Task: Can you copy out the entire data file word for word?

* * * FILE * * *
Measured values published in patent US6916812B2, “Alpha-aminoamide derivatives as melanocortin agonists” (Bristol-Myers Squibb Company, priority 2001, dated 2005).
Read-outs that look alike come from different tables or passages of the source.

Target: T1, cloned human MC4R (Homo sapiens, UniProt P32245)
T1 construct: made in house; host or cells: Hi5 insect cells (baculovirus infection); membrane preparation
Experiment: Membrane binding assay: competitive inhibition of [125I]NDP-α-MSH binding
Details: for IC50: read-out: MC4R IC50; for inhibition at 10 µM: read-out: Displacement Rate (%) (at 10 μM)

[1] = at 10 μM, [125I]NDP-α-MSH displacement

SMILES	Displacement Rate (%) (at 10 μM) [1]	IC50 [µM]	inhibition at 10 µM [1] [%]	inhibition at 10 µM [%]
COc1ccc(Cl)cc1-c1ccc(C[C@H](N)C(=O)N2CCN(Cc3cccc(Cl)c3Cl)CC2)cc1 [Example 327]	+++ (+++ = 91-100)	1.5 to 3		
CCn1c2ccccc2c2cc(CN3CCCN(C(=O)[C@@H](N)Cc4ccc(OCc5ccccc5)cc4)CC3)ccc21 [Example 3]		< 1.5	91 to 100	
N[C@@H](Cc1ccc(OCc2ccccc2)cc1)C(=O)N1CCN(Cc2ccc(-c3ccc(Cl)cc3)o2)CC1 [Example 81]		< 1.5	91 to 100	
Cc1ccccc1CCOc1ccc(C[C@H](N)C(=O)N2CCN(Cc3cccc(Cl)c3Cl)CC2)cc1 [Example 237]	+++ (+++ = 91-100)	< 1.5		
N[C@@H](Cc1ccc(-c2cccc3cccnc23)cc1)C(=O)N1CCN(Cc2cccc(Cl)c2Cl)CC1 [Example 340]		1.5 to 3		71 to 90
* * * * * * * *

Measured values published in patent US6916812B2, “Alpha-aminoamide derivatives as melanocortin agonists” (Bristol-Myers Squibb Company, priority 2001, dated 2005).
Read-outs that look alike come from different tables or passages of the source.

Target: T1, cloned human MC4R (Homo sapiens, UniProt P32245)
T1 construct: made in house; host or cells: Hi5 insect cells (baculovirus infection); membrane preparation
Experiment: Membrane binding assay: competitive inhibition of [125I]NDP-α-MSH binding
Details: for IC50: read-out: MC4R IC50; for inhibition at 10 µM: read-out: Displacement Rate (%) (at 10 μM)

[1] = at 10 μM, [125I]NDP-α-MSH displacement

SMILES	Displacement Rate (%) (at 10 μM) [1]	IC50 [µM]	inhibition at 10 µM [1] [%]	inhibition at 10 µM [%]
COc1ccc(Cl)cc1-c1ccc(C[C@H](N)C(=O)N2CCN(Cc3cccc(Cl)c3Cl)CC2)cc1 [Example 327]	+++ (+++ = 91-100)	1.5 to 3		
CCn1c2ccccc2c2cc(CN3CCCN(C(=O)[C@@H](N)Cc4ccc(OCc5ccccc5)cc4)CC3)ccc21 [Example 3]		< 1.5	91 to 100	
N[C@@H](Cc1ccc(OCc2ccccc2)cc1)C(=O)N1CCN(Cc2ccc(-c3ccc(Cl)cc3)o2)CC1 [Example 81]		< 1.5	91 to 100	
Cc1ccccc1CCOc1ccc(C[C@H](N)C(=O)N2CCN(Cc3cccc(Cl)c3Cl)CC2)cc1 [Example 237]	+++ (+++ = 91-100)	< 1.5		
N[C@@H](Cc1ccc(-c2cccc3cccnc23)cc1)C(=O)N1CCN(Cc2cccc(Cl)c2Cl)CC1 [Example 340]		1.5 to 3		71 to 90